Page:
It’s patently clear from reading through Tony Makin’s Op-Ed in the Oz today, that as a supposed economic Professor at Griffith University he is most definitely NOT in the Keynesian camp.
Economics, as any banker will tell you, is not a science by any stretch of the imagination, any more than holding a uni degree in the subject makes one an expert prognosticator. Your average unwashed Joe or Joelene, by taking careful note of daily fiscal activities in business, industry, foreign exchange markets and central bank commentary can educatedly guess at what a given economic outcome from any given situation might be. Economics, as so often been proven in the recent past by so-called educated pundits telling us what the RBA will & won’t do with interest rates, is more about bull-shitting the uninformed than accurately forecasting the future.
Keynesianism – the general philosophy of government intervention into fiscal markets by way of spending to deficit – has it’s place. Just as the Milton Friedman or Irving Fisher view has its place during periods where government intervention into financial markets is the worst possible outcome for a nation’s economy. Blind Freddy can tell you that spending into unrecoverable debt can only end in tears. Keynesianism is a necessary, but short term solution to be applied prudently, as any fiscal measure should be applied. As with all things in this existence, moderation rules. One need only listen to Glenn Stevens, Ken Henry and Lindsay Tanner to gain an understanding of where Australia’s economy is at any given point in time, and the stimulus wind-back & recovery plans the government already has in place.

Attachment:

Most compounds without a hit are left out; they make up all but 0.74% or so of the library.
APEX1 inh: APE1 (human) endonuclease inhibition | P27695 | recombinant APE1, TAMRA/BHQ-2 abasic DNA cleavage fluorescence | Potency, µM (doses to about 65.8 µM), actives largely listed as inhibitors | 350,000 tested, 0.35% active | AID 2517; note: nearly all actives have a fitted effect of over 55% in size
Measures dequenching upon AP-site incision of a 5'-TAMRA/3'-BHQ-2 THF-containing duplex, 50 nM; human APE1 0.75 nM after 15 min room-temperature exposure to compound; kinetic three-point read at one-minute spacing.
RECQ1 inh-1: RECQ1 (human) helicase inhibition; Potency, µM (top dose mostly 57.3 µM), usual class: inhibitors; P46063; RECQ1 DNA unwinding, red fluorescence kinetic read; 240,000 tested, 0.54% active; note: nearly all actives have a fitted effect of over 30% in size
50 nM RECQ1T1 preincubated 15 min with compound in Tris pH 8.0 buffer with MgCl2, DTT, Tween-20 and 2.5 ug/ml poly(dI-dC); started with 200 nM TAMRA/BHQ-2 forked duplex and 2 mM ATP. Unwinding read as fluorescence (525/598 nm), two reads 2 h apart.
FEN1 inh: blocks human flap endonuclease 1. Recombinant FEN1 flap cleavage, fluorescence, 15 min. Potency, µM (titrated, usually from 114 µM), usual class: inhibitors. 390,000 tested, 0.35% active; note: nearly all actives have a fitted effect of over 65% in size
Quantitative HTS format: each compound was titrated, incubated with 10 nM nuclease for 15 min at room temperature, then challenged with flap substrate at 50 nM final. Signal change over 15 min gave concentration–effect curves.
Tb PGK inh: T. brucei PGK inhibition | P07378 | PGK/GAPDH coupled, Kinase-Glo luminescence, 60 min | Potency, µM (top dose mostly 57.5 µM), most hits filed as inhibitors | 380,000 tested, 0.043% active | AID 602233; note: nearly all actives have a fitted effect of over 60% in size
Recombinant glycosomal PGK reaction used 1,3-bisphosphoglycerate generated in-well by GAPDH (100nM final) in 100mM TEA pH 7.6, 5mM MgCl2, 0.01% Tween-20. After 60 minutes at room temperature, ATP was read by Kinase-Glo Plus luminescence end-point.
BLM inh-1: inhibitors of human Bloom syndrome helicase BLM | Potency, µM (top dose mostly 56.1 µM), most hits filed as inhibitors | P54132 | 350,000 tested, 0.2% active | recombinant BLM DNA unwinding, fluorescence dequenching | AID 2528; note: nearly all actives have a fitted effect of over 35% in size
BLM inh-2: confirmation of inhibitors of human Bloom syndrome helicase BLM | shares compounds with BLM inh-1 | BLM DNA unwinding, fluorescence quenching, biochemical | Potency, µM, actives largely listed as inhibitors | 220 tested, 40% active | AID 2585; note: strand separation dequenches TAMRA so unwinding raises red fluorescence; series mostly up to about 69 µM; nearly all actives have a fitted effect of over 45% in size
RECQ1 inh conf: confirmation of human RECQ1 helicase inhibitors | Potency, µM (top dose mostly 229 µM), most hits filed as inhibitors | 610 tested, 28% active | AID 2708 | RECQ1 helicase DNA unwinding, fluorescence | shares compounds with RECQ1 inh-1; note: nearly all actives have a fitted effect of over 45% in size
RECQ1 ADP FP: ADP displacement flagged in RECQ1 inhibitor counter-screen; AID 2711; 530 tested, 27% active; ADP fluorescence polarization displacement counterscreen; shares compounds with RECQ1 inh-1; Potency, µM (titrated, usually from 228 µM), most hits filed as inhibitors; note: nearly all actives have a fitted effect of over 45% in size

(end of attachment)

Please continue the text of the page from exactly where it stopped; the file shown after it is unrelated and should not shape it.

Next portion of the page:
I note that Mr Makin makes absolutely no attempt at suggesting alternatives to the government’s Keynesian response to the GFC. I think this bears out my ‘grain-of-salt”approach to most things in the Oz. As with pretty much everything which appears in the Oz, one must realise that there is always an ideological bent behind the articles and/or the person writing.